Bristol Myers Squibb applauds achievement for patients

Geneva – The Medicines Patent Pool (MPP), together with Bristol Myers Squibb (BMS), has enabled over one million patients to be treated with daclatasvir (DAC) – a curative regimen for hepatitis C virus (HCV) infection when used in combination with other medications – since issuing licences to manufacture and sell generic versions of the drug in 2016.

MPP’s licensing agreements with BMS originally covered 112 countries and now cover an additional 28 countries, including Brazil and Argentina as of 2021. Thirty-four countries have been supplied with DAC (30 or 60mg) standalone or in combination with sofosbuvir (SOF) by MPP licensees; the newest of these countries include Armenia, Cuba, Ethiopia, Moldova, Philippines, Tajikistan, Tanzania, Timor-Leste, and Turkmenistan.

“Reaching over one million people in need of HCV treatment is a significant milestone and a testament to the effectiveness of voluntary licensing in increasing access to safe, quality-assured HCV treatments that allow countries and their governments to afford much-needed medicine for more people,” said Charles Gore, Executive Director, MPP. “We are delighted to see new countries placing orders each year for daclatasvir. However, if we are to eliminate viral hepatitis C by 2030, we need to see many more low- and middle- income countries (LMICs) scaling up access to HCV treatments for people living with this life-threatening virus.”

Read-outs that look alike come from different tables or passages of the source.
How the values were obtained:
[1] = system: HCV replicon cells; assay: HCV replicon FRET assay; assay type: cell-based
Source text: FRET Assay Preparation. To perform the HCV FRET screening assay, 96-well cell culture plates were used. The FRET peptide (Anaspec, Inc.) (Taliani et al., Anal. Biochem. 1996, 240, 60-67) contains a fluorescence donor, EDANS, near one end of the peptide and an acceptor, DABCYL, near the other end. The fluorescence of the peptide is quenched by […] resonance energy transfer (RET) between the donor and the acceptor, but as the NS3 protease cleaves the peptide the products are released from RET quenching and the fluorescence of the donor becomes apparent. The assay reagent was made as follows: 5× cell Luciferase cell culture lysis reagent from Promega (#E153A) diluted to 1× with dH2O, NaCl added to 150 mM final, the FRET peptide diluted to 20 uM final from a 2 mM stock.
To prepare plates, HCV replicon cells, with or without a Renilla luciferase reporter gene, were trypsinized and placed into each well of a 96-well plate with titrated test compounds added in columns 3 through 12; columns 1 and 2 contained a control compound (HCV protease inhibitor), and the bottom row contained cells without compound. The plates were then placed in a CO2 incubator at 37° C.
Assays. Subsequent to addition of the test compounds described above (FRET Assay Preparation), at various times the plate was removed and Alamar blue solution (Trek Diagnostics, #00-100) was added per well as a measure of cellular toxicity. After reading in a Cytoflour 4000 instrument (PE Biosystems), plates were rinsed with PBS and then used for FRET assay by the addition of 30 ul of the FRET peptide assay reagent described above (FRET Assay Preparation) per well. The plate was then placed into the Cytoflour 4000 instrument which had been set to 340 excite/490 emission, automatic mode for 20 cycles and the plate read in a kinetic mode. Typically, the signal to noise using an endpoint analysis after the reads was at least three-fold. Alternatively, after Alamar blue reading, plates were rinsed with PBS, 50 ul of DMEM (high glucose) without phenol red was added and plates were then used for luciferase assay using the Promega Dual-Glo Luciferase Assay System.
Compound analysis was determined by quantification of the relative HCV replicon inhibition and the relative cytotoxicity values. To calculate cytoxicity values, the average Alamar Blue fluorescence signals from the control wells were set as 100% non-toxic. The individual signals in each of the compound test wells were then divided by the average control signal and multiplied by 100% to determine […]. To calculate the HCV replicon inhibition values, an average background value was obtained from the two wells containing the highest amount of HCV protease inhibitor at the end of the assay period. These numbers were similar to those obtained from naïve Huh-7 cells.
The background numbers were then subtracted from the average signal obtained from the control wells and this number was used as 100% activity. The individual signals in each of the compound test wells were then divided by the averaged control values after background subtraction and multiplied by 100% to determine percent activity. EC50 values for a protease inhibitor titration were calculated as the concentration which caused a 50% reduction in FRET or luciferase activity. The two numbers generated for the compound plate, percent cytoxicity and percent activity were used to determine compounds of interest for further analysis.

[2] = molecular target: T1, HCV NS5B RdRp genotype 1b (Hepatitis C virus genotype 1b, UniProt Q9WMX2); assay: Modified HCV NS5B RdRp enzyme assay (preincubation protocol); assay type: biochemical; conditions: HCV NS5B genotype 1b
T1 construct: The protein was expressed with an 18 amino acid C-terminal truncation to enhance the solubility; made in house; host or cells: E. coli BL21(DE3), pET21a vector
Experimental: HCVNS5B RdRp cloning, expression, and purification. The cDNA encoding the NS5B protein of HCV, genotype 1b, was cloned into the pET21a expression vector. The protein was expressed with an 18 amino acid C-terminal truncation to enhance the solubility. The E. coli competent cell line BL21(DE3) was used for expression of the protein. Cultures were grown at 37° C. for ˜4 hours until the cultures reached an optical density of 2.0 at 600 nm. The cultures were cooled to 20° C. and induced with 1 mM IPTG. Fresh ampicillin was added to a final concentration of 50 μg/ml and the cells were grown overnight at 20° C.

“Bristol Myers Squibb has been proud to work with the Medicines Patent Pool in supporting distribution of daclatasvir, and we applaud the achievements of the daclatasvir licence and the difference it is making for patients,” said Amadou Diarra, SVP and Head of Global Policy & Government Affairs, BMS. “Partnerships with organisations like MPP are part of BMS’ global commitment to access and we are pleased to see how this partnership has enabled a million people to be treated for HCV.”

MPP signed a royalty-free licence with BMS in November 2015 to enable generic manufacture of DAC and announced its first sublicences in January 2016. There are currently four manufacturers with World Health Organization (WHO) Prequalification (Cipla, Hetero, Laurus, and Viatris through its subsidiary Mylan) that can supply DAC (30 and 60 mg), and Mylan also has a WHO approved DAC/SOF fixed-dose combination.

According to WHO in their recent Global Progress Report on HIV, viral hepatitis and sexually transmitted infections, around 58 million people live globally with HCV, many of them in LMICs, with the vast majority remaining undiagnosed and untreated. Around 290,000 people die each year from hepatitis C, mostly from cirrhosis and liver cancer. Direct-acting antiviral medicines can cure more than 95% of patients. Daclatasvir combined with sofosbuvir is one of three WHO-recommended pan-genotypic HCV-treatment regimens. DAC is also included in WHO’s Model List of Essential Medicines, the internationally recognised standard that helps countries select treatments for their priority health needs based on efficacy and safety.


Daclatasvir, discovered and developed by Bristol Myers Squibb, is a NS5A inhibitor used in combination with sofosbuvir to treat patients with chronic HCV. In addition to daclatasvir 30mg and 60mg, the licence also enabled generic manufacturers to develop a fixed-dose combination combining daclatasvir and sofosbuvir in a single tablet.